Dino has been spotted donning all kinds of garb, often to celebrate popular holidays; but Diana has also dressed him for unique celebrations such as National Mailman Day.

“I try to dress him about twice a month,” she said. “I often find items to dress him from Goodwill and garage sales or arts and crafts stores.”

As a 22-year cancer survivor, Diana decided to bank on Dino’s dressed-up popularity by creating a calendar with different photos of his fashions throughout the year. The calendars are a fundraiser for Champlin Relay for Life.



Ice cross, the newest extreme sport, made its U.S. debut in St. Paul in January 2011 and Champlin’s Jordan Miller was there, in the middle of all the action.

The sport has evolved into a racing event that sends four skaters at a time in helmets and pads downhill on a uniquely designed course of pure ice with ramps, rollers, hairpin turns, bumps and jumps. Athletes fly down the course at speeds up to 40 mph.

While 60,000 spectators showed up in St. Paul to check out the daring spectacle that is ice cross, Miller was one of 100 U.S. athletes who qualified to lace up his skates and take to the course.

“It’s been an experience of a lifetime,” he said.

Miller made it through the first night of competition and raced in the second day’s elimination rounds before getting cut. He skated to 104th place overall and made it into the top 55 out of 100 U.S. competitors.

The experience hooked him on the sport and so he set his sights on the Quebec competition. Qualifying is easier said than done and requires a bit of luck mixed with skill. With so many interested in the sport, qualification begins with a lottery.

Ten thousand people entered the lottery, which was narrowed down to 2,500 spread out over 13 qualifying races. Those races take place on flat tracks with obstacle courses, still challenging but different than the championship competitions.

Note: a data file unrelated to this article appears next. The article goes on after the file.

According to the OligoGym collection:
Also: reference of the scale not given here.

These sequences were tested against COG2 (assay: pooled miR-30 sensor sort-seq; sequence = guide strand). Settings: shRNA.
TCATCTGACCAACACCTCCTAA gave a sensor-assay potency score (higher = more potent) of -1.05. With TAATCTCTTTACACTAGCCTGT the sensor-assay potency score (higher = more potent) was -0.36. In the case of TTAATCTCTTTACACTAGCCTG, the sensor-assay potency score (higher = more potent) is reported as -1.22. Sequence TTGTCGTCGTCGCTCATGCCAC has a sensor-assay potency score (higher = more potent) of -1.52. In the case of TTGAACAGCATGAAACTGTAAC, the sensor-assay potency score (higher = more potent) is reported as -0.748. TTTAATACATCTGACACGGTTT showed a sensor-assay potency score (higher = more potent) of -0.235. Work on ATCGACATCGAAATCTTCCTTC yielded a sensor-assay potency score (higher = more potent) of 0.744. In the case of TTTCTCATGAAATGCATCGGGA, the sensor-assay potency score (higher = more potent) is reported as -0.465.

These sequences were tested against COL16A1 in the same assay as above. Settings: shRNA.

The top 100 were chosen to compete in Quebec. Miller was one of only five Americans who competed in Quebec. While the U.S. has come to the party a little late, the U.S. Team has been making strides at almost as fast a rate as the athletes skate down the course.

“I plan on continuing to compete in ice cross for a while,” said Miller referring to the longevity potential in the sport. “I want to make a name for myself and let people know that I’m a contender for placing in the top.”



Accountant, businessmen, marketing managers, human resources directors, mechanic, salesperson — these are all common careers neighbors hold.

Keith Rice’s Champlin neighbors might tell a different story. On any given day, Rice might be a roller rink designer, a father of the most envied girl in town, or even a cross-dresser. In reality, Rice is an actor who has performed professionally at Chanhassen Dinner Theatres nearly continuously for the past 15 years. These are all roles he held just this year in the theater’s productions of “Hairspray,” “Xanadu” and currently running “Bye Bye Birdie.”

He and his wife had two sons, Luke and William. When they were small, the Northridge earthquake severely damaged Rice’s home and neighborhood in southern California.

“We literally had to crawl out of our home,” he said. That event contributed to a point in his life when Rice began to reflect on the fast-pace and instability that life in the theatre created for his family.

“My son asked me, ‘Daddy can you just stay home?’” Rice said. “I was touring all the time.”

He felt he needed to make a change. That’s when he got the call for “Phantom of the Opera” at Chanhassen Dinner Theatres in 1997. His wife has family living in the Twin Cities area, which made the opportunity all the more clandestine.

Rice forged a strong rapport with director Michael Brindisi, who continues in his 24th year as artistic director and is a member of the new ownership team for Chanhassen Dinner Theatres.

Rice still has to audition every time but since his arrival in 1997, he has continually been employed in shows, whether on the main stage or one of the other theaters at Chanhassen Dinner Theatres.

“It has given me a life you don’t normally have in the theater,” Rice said. “For that I am so, so grateful.”